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Like Olympic swimmers, Giants cups runneth over

United States' Michael Phelps competes in a heat

United States' Michael Phelps competes in a heat of the men's 200-meter butterfly during the swimming competitions at the 2016 Summer Olympics, Monday, Aug. 8, 2016, in Rio de Janeiro, Brazil. Credit: AP / Lee Jin-man

Remember cupping? It was the treatment that caught a lot of attention during last month’s Olympics when swimmers would show up with circles imprinted on their skin from a machine that used suction to increase blood flow to specific areas of the body. Well, it’s not just for the pool boys any more.

Several Giants players have been walking around the locker room this season with those familiar markings, including linebacker Keenan Robinson. He said he began with the technique in the spring when he arrived with the Giants as a free agent.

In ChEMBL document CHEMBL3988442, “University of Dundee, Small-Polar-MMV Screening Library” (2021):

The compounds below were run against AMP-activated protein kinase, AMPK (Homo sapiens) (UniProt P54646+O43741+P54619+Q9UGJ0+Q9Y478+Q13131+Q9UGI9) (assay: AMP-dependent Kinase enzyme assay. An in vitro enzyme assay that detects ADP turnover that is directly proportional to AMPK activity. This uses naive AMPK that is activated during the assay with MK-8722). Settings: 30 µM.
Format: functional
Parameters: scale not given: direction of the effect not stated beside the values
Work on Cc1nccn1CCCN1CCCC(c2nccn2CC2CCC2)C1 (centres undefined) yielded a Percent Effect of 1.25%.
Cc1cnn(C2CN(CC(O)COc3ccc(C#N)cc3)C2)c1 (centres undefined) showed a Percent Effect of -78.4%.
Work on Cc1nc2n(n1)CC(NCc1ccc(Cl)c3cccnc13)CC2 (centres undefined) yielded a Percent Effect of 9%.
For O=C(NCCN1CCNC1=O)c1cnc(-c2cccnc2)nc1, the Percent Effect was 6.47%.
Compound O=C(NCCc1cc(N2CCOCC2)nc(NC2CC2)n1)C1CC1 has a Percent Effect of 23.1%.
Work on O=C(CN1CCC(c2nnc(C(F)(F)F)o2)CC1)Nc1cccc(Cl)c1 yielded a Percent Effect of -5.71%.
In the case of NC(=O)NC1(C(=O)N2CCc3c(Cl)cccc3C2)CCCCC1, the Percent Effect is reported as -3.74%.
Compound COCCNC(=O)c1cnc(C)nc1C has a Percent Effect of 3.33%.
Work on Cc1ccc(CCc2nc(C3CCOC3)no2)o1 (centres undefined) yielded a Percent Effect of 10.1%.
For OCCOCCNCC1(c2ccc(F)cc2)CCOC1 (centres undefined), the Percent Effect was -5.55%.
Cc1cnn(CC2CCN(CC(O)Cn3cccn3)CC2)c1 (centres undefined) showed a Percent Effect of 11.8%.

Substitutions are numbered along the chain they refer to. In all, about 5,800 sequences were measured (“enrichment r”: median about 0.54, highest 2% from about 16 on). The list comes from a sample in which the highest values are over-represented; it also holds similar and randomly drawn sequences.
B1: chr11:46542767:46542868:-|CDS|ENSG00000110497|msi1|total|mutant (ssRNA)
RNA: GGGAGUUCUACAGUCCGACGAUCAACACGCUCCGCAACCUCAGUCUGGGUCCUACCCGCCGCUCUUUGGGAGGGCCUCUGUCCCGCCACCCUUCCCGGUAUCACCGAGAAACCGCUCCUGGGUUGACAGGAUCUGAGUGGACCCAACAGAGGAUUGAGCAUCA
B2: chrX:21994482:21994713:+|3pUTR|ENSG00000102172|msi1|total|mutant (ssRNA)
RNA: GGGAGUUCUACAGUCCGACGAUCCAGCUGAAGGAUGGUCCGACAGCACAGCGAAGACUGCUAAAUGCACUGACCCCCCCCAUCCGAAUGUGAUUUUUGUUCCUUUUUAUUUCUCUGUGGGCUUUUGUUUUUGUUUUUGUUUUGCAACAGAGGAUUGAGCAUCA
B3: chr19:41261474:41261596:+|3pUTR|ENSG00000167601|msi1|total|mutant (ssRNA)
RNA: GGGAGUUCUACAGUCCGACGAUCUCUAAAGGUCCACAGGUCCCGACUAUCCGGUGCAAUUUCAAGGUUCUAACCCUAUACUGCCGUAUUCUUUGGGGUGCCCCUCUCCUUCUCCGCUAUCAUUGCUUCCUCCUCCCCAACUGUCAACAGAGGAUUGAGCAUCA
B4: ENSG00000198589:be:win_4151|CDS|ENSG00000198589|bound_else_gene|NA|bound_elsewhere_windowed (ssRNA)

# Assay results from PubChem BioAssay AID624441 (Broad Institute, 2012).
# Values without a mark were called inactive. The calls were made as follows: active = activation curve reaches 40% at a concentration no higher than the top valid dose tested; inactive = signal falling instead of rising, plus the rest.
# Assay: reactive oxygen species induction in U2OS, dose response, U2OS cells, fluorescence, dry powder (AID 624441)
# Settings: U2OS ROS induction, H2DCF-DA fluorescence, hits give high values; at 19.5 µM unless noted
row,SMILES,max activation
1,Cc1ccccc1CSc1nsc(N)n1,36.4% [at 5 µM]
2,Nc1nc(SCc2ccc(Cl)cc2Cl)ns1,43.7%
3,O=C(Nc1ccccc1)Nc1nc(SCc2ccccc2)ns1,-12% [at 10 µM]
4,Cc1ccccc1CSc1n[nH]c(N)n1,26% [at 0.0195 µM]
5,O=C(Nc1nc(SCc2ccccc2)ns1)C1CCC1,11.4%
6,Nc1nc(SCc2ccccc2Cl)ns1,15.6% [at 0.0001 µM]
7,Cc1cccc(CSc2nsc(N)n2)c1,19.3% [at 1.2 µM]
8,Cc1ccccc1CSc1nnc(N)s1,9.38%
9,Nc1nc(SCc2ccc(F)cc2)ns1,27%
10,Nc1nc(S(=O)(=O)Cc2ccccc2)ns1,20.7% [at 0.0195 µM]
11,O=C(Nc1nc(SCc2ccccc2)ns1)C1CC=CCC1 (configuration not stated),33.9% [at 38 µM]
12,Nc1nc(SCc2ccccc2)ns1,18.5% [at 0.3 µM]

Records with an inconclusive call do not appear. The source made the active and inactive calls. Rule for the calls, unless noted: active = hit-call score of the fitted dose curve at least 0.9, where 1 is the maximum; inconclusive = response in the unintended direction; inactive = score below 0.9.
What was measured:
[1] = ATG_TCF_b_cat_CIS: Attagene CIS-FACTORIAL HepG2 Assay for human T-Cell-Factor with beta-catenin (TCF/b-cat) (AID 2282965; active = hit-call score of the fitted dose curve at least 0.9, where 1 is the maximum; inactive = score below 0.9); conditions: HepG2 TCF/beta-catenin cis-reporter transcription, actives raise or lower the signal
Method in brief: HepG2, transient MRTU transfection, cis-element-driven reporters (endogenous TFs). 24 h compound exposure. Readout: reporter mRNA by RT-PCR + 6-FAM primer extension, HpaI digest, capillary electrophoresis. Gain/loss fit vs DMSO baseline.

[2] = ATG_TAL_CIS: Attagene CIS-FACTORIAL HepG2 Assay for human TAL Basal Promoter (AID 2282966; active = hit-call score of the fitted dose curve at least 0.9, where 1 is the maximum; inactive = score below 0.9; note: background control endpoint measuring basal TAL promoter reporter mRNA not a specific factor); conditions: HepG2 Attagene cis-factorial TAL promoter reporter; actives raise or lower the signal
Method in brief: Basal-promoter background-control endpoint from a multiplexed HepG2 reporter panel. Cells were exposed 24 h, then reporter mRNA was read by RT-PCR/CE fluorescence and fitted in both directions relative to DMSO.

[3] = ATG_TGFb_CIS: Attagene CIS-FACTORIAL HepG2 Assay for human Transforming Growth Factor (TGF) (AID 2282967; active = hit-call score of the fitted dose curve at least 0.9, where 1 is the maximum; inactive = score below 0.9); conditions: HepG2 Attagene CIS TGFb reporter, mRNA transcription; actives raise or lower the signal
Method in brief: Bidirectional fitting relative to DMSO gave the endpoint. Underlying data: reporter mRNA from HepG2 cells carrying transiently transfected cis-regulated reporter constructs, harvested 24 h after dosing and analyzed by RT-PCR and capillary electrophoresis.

“What it does is pull the skin away from the muscle tissue,” Robinson said. “There is blood flow there from the suction, which helps blood flow, which help healing. Things are able to flow and move better under the skin.”

Robinson said he noticed a difference “right away.” He said it’s not particularly painful, but if there is too much suction it can be “a little annoying for a little bit.”

“Most time,” he said, “you don’t even notice it.”

Robinson was in training camp during the Olympics, but he was aware of the buzz surrounding the treatments. And he’s seen others join in.

“Eastern medicine has been doing it forever,” Robinson said. “But once Michael Phelps does it, everybody wants to do it.”


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